• Franklin students get construction job site experience

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     Franklin High School job shadow students

    Franklin High School students (from left) Giacomo Bordignon, Dora Manzotti and Nathan Arzate talk with Monte Carothers, project superintendent from Todd Construction, at the Kellogg Middle School construction site. (Photo by David Mayne)

    Franklin High School students Nathan Arzate, Giacomo Bordignon and Dora Manzotti had a unique opportunity to go behind the fences and see what really goes on at a major construction site. Their visit to the new Kellogg Middle School site was part of Portland Public Schools’ Career and Technical Education (CTE) work-based learning program.

    The experience was eye-opening for Nathan, who said: “I know now what I want to do after high school. I want to work on construction, in the field, managing operations. … How do I sign up for other construction related opportunities?”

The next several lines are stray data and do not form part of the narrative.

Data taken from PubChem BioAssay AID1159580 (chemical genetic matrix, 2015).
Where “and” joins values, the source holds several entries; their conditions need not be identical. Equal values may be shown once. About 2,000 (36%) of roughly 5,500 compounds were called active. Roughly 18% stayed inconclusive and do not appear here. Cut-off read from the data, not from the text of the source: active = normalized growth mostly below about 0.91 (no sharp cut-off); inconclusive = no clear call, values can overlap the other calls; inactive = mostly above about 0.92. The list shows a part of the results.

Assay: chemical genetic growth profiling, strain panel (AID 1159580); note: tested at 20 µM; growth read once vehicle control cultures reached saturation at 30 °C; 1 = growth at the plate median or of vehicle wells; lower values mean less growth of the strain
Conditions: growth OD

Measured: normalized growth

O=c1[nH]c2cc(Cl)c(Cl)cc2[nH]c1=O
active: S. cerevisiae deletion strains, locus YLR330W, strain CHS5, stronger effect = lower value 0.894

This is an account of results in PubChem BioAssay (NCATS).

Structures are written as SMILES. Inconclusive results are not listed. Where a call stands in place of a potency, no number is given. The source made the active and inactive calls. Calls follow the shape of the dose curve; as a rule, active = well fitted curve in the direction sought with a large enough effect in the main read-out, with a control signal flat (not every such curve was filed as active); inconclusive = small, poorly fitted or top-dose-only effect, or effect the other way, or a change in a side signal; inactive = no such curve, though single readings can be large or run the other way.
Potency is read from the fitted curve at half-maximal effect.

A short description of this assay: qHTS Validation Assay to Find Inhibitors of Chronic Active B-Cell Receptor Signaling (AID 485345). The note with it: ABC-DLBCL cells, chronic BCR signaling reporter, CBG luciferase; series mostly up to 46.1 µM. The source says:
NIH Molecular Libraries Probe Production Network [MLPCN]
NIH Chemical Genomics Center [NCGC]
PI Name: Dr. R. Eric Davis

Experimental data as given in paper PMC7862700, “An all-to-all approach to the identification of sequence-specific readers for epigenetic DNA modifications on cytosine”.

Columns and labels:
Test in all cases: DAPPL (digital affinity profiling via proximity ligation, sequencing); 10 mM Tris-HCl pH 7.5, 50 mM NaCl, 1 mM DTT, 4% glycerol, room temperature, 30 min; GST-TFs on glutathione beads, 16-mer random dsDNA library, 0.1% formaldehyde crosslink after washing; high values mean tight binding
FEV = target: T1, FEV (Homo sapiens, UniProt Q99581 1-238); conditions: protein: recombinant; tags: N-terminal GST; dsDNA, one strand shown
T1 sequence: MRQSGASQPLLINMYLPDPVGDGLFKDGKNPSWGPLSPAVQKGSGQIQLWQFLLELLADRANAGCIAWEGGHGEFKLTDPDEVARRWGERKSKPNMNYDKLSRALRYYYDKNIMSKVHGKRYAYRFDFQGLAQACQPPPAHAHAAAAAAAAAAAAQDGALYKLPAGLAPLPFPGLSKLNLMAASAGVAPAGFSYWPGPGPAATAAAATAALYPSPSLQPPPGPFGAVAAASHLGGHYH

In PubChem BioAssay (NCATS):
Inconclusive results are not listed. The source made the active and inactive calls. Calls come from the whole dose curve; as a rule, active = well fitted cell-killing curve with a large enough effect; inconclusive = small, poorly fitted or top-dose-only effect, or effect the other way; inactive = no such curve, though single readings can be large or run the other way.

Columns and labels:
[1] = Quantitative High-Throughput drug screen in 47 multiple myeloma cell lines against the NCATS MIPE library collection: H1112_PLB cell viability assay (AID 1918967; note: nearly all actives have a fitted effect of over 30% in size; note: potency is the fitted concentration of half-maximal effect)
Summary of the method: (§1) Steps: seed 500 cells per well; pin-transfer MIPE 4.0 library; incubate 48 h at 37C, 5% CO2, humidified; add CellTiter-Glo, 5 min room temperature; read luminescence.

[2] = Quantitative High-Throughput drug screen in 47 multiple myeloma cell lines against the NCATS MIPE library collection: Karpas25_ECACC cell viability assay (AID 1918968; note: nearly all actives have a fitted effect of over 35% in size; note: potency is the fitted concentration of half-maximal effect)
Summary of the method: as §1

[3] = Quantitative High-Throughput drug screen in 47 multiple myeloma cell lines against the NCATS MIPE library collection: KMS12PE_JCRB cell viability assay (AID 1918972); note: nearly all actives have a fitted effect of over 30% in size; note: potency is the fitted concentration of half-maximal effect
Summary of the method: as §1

The visit was part of the PPS’s Job Shadow Day. The Franklin students met the on-site project superintendent, project manager and foreman for Todd Construction, along with PPS’s assistant project manager and the senior project manager for the construction management team.

    They talked about how they got started in the construction industry and what they enjoy about their jobs. The students toured the job site, which is currently dominated by concrete foundations for the building and concrete wall forms. These form walls will be tilted vertically in the near future to become the first walls of the new school.

    During the 2019-20 year, the PPS CTE department is working with business and industry partners to develop career exploration opportunities for high school students. When PPS asked Todd Construction to participate, its employees were eager to help. With an active construction site just blocks from Franklin High School, they knew they could provide a great visual example of the type of work these students might pursue in the future.

    Such outreach events are important to Todd Construction officials because the industry is experiencing a labor shortage, and they hope more young people will consider careers in construction. Unless students are given the opportunity to see the types of jobs available in construction, and the educational path it takes to get there, they may overlook what could be a satisfying and lucrative career.

    “We want to do our part to help expose students to careers they may not otherwise learn about.” said Ken Dixon, Vice President of Todd Construction

    More site visits are planned during the year. Students who are interested should contact Raquel Laiz (rlaiz@pps.net) or Jay Keuter (jkeuter@pps.net).

    -David Mayne, Bond Communications Manager